Posted tagged ‘oratory’

Can you speak without being prompted?

January 7, 2014

Apparently not everyone can, and that includes some who have made speaking their particular speciality. The somewhat annoying film director and producer Michael Bay recently agreed to provide a public endorsement of a new Samsung television. However, at the launch event the teleprompter failed, and so did Mr Bay, walking off the stage. Watch it here.

Genuine public speaking is becoming rare, but perhaps the time has come to reinvigorate it.


The importance of good (political) communication

January 25, 2011

Political careers have been made (and unmade) through good (or bad) communication. People who would struggle to name any of John F. Kennedy’s political achievements will nevertheless quote him saying ‘Ask what you can do for your country’, or ‘Ich bin ein Berliner.’ Barack Obama’s road to the US presidency undoubtedly began with his extraordinary speech to the Democratic Party convention in 2004. By the same token, Gordon Brown in part failed as British Prime Minister because, coming after Tony Blair, he simply could not match his predecessor’s ability to persuade with his oratory. And now in Ireland, Brian Cowen’s career ended after it became clear he could not or would not address the people to tell them what he was doing, and why, and how it would ultimately benefit them. It is too early to judge whether his policies really were failures (though right now that’s the consensus judgement), but we can certainly say that he failed dismally as a communicator.

Politics is only partly about finding the right policies for the time; it is in equal measure about persuading colleagues, supporters and the people that the policies are right. It is about setting a vision before the public and asking them to share it, and by that device to create a bond of common purpose. People generally will accept hardships and sacrifices if they know what the ultimate prize will be, and this requires skilled communication. If this is not a skill demonstrated by the outgoing Taoiseach, I would have to say that, as yet, I am not persuaded that the other party leaders have it in abundance either. The election campaign may tell us more.

At this time we need what has been called ‘rhetorical leadership’, and it has been identified as perhaps the key ingredient in securing popular support during times of crisis [see for example Ryan Lee Teten, ‘We the People”: The “Modern” Rhetorical Popular Address of the Presidents during the Founding Period’, Political Research Quarterly 2007 60: 669-682]. During this terrible period of upheaval and failure, people need to be inspired and enthused. Let us hope at least some of our leaders are equal to the task.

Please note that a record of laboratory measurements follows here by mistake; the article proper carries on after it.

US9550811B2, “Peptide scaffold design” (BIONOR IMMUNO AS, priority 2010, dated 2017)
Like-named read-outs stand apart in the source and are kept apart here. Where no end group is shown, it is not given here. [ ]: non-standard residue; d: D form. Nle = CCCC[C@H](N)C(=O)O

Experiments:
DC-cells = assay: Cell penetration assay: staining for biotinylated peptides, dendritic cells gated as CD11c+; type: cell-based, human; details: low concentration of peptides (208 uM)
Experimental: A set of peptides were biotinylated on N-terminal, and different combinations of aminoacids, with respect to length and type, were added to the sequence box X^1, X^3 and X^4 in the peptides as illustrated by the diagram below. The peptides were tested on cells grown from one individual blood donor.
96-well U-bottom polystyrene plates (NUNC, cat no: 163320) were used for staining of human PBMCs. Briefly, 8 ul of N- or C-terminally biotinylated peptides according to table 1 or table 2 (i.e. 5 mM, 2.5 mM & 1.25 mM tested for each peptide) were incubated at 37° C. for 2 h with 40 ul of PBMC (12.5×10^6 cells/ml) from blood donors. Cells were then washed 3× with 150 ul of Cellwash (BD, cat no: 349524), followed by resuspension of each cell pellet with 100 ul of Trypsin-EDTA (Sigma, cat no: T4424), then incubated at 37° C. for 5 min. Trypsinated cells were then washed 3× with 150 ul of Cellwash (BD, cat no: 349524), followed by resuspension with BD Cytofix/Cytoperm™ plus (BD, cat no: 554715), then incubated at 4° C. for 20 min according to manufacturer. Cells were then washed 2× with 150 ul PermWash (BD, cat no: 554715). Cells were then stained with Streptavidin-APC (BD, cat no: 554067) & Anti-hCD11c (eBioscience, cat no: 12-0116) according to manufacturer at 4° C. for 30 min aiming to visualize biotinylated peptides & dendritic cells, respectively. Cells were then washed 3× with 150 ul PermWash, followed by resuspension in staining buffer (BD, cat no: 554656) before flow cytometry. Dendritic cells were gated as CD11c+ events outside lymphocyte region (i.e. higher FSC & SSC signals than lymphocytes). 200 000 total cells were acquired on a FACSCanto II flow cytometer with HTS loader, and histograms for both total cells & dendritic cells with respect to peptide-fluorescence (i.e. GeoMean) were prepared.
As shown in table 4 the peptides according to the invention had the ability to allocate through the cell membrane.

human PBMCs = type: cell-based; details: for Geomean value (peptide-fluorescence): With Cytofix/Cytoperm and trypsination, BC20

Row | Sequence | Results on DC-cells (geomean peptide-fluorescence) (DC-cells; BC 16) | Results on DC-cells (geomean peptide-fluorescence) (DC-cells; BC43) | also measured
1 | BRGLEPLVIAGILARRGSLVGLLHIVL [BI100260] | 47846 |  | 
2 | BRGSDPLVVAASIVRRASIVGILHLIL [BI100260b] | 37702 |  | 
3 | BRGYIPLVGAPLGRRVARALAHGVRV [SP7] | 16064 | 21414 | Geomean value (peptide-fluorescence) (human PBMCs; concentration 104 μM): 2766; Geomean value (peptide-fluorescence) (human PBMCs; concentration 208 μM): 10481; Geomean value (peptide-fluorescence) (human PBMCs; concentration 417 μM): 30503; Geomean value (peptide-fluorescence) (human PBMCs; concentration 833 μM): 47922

Oratory with notes (or not)

October 9, 2009

Yesterday I attended a major event at which one of the key speakers discovered, as she reached the podium, that someone had removed her notes and that, therefore, she had no prepared address in front of her. I have to say she never missed a beat, and proceeded to deliver an excellent, well structured, witty and detailed address, for which she received an enthusiastic ovation. It was a great example of expert communication skills, by someone with the confidence to pull it off.

In contrast, some months ago I was at an event at which a well known speaker, on reaching the podium, found the prepared speech and proceeded to deliver it, although it became clear within the first paragraph that it wasn’t his speech at all, but the speech of the person who was to talk after him. This was obvious not least because, as he began to speak, he found himself thanking himself for the excellent speech he had in fact not yet delivered. He also didn’t hesitate and, without any pause, continued with the next speaker’s address right through to the end, not excluding references to his past life that wasn’t his past life at all. The amazing thing was that this didn’t seem to put him off in the slightest way – he was a man obviously used to others preparing his talks, and his task was to deliver them and not wonder too much about the content; or possibly not even notice. But what was the next speaker to do? Yes, you’ve guessed it, he took the notes intended for the first speaker and read them out. It was the most bizarre event I have ever attended.

As I have pointed out before, years ago I used to read out all speeches according to a verbatim script I would prepare in advance. And I swear I was truly awful at it. Believe me, terrible. Then one day I decided to try speaking with just a couple of short notes setting out the structure in front of me, but no detailed text – and I have never looked back. Please forgive the arrogance, but I believe I am a good speaker. But the quality of a speech depends on two things: the amount of thought that has gone into the content, structure and objectives of the speech; and the skill used to deliver it. Some people can do that effectively with a prepared script, but in my experience the excellence of the communication is usually enhanced by the ability of a speaker to convey a degree of commitment and passion (and wit), and all of this is much more effective if it is done with an element of spontaneity that is apparent to the audience.

So if you need to speak in public, go on, throw away those detailed notes, just work out a structure and secure the necessary facts and data, and then speak from the heart.